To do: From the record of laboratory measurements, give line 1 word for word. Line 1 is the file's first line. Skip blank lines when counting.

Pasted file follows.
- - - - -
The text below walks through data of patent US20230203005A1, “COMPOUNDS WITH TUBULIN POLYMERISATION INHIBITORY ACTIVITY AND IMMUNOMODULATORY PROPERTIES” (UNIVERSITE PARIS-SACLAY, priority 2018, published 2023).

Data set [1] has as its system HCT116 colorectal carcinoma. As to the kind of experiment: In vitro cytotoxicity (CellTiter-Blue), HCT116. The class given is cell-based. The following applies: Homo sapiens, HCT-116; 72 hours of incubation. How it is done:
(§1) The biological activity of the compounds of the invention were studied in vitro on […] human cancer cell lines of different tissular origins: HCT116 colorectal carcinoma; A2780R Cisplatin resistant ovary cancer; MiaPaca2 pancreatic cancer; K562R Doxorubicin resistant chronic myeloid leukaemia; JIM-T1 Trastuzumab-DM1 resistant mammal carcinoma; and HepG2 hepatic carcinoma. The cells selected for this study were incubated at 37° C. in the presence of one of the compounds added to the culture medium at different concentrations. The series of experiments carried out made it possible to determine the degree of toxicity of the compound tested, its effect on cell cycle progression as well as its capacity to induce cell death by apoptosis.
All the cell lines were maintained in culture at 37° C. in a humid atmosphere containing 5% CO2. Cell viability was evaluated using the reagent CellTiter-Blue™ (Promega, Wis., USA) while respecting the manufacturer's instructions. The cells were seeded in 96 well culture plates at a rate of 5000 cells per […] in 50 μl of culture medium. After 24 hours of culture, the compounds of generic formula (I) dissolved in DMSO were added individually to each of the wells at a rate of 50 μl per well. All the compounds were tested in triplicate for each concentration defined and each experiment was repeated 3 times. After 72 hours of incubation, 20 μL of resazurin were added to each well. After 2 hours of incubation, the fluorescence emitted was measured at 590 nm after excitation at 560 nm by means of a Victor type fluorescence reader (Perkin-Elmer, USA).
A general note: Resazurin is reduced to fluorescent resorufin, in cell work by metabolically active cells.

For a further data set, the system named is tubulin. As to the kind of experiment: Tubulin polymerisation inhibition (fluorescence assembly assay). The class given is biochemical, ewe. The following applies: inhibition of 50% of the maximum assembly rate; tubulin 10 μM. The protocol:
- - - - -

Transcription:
The text below walks through data of patent US20230203005A1, “COMPOUNDS WITH TUBULIN POLYMERISATION INHIBITORY ACTIVITY AND IMMUNOMODULATORY PROPERTIES” (UNIVERSITE PARIS-SACLAY, priority 2018, published 2023).